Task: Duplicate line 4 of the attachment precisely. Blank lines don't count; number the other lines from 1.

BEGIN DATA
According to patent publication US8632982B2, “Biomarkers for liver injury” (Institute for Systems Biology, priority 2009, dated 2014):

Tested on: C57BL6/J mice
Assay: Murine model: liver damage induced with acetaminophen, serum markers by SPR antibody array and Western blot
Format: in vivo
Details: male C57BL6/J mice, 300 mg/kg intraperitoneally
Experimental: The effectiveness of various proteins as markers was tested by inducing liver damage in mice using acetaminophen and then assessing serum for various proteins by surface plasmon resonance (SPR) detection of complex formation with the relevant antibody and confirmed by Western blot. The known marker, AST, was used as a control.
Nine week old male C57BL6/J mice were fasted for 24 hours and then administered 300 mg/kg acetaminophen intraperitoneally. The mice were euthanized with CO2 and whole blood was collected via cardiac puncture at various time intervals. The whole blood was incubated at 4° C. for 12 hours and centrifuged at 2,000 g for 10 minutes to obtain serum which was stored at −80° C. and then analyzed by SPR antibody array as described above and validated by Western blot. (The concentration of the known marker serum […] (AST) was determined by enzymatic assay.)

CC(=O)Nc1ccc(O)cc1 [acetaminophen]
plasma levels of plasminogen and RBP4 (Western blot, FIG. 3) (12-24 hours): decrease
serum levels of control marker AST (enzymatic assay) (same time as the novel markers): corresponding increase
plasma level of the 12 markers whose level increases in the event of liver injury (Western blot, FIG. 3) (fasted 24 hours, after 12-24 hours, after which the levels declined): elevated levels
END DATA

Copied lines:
Format: in vivo